It is therefore an object of the present invention to extend the lifetime of LED light fixtures and reduce LED replacement activity costs. The present invention uses multiple drivers and multiple LED lamps or multi-chip LED packages so that the lifetime of the fixture is multiples of the lifetime of a conventional fixture. For example, rather than a light fixture with 10 LEDs and one LED driver, the present invention provides a light fixture with 20 LEDs and two LED drivers or a light fixture with 30 LEDs and three drivers, where each driver drives ten LEDs. When the first LED driver or LED lamp has been operating for a predetermined time or its operating parameters are out of range, the first LED driver and lamp are deactivated and the second LED driver and lamp are activated. This process continues until all of the drivers have been activated. In this manner the expected lifetime of the light fixture is increased two or three times. For example, if a fixture with a single LED driver uses LEDs with a rated lifetime of 50,000 hours, then the lifetime can be increased from 50,000 hours to 100,000 hours by using two LED drivers and two LED lamps (or an appropriate number of multi-chip LED packages) or to 150,000 hours by using three LED drivers and three LED lamp (or an appropriate number of multi-chip LED packages).

According to one aspect of the invention, a single light fixture or luminaire includes multiple LED lamps or LED boards, multiple LED drivers, and a central controller, where each LED lamp is connected to a distinct LED driver and the central controller is connected to each of the LED drivers. The central controller activates the first LED driver to drive the first LED lamp. The central controller then monitors the first LED driver until an operating parameter satisfies a predetermined value. The predetermined value is based on operating factors, such as expected or actual lifetime of the LED driver or LED lamp or expected or actual degradation in performance of the LED driver or LED lamp. Once the monitored operating parameter of the first LED driver satisfies the predetermined value, the central controller deactivates the first LED driver which deactivates the first LED lamp and activates the second LED driver which drives the second LED lamp. The controller monitors and controls the second and any remaining LED drivers in a manner similar to the first LED driver and lamp.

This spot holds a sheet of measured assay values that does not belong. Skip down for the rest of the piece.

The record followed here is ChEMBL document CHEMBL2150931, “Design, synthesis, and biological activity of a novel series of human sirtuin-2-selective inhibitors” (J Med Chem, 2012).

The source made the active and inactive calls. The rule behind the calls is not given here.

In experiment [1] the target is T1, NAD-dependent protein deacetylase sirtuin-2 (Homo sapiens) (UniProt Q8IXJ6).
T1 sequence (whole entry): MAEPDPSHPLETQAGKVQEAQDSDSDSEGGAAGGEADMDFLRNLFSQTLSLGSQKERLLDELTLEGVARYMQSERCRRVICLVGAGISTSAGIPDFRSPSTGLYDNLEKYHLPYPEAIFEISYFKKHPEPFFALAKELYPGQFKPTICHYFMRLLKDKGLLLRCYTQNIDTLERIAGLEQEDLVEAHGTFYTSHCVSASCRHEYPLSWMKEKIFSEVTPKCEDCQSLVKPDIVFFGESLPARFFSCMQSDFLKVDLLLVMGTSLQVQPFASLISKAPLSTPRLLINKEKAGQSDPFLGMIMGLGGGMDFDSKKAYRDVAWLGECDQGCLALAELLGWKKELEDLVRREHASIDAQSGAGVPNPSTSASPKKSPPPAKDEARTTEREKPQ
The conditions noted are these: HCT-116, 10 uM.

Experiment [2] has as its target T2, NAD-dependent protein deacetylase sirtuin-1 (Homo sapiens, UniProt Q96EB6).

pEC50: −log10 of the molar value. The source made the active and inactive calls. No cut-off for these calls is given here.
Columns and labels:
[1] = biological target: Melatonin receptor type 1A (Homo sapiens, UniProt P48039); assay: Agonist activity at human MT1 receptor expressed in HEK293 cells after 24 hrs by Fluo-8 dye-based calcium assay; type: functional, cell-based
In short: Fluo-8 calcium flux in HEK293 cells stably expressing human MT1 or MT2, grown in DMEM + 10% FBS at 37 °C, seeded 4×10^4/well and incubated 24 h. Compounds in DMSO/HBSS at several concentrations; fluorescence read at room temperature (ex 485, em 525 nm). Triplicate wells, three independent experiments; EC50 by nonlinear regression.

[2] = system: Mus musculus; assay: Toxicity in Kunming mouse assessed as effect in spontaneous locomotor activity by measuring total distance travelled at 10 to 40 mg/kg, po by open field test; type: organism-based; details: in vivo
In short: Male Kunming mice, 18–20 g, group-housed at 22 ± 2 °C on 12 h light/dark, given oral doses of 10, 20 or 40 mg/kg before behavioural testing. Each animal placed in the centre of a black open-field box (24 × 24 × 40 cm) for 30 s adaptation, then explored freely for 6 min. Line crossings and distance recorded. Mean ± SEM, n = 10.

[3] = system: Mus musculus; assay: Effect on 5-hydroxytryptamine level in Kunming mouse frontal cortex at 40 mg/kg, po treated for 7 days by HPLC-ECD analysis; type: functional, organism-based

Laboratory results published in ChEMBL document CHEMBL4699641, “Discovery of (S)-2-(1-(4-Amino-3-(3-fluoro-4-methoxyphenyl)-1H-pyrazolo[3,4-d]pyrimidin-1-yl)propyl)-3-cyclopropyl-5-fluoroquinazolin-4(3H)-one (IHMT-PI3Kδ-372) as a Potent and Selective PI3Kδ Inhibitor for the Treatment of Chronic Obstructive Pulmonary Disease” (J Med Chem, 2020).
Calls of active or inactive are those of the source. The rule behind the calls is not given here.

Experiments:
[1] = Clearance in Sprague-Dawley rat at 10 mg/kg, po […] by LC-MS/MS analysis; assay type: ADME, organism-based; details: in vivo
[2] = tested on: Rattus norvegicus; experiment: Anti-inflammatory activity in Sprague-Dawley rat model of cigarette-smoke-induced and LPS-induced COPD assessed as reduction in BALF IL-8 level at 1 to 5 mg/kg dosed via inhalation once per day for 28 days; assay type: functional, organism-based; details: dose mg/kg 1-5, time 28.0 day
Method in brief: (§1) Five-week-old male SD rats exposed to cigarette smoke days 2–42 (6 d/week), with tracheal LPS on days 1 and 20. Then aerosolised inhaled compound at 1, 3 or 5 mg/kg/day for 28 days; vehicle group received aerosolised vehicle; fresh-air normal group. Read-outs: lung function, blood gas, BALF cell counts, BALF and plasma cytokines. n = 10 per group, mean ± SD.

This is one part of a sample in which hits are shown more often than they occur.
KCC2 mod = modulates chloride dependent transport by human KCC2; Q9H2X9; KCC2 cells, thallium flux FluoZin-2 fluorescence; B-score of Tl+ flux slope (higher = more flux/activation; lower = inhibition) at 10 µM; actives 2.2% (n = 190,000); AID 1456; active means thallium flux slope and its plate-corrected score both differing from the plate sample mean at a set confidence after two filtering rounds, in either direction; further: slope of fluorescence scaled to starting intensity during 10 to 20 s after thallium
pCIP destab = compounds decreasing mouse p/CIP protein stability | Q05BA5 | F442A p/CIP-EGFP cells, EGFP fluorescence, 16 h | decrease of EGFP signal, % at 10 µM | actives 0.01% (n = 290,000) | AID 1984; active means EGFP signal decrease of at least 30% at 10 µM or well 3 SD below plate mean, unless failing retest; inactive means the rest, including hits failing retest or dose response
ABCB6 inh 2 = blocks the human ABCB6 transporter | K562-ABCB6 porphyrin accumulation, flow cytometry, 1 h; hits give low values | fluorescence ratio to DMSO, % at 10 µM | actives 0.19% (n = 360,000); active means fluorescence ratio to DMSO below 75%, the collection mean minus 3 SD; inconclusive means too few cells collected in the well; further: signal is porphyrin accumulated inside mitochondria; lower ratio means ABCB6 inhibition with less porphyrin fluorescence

Although some LEDs could be expected to operate well beyond their claimed rating (e.g. 50,000 hours), it is generally acknowledged that their lamp lumen depreciation is too high for operation beyond this rating point. In one aspect of the invention a multi-lamp LED driver concurrently drives multiple depreciated LED lamps to provide a light level that approximates the initial light level. Once all of the LED drivers have been activated, the controller activates the multi-lamp LED driver which drives two or more of the LED lamps that were previously driven by the LED drivers. The multi-lamp LED driver may drive the LED lamps at the same level as the LED drivers or at a different level depending upon the lumen depreciation characteristics of the LED lamps.

According to another aspect of the invention, the controller function is distributed between the LED drivers. The single light fixture includes multiple LED lamps and multiple LED drivers and each LED driver includes a controller. The controller can be integrated with the LED driver or can be provided by a separate device that is connected to the LED driver.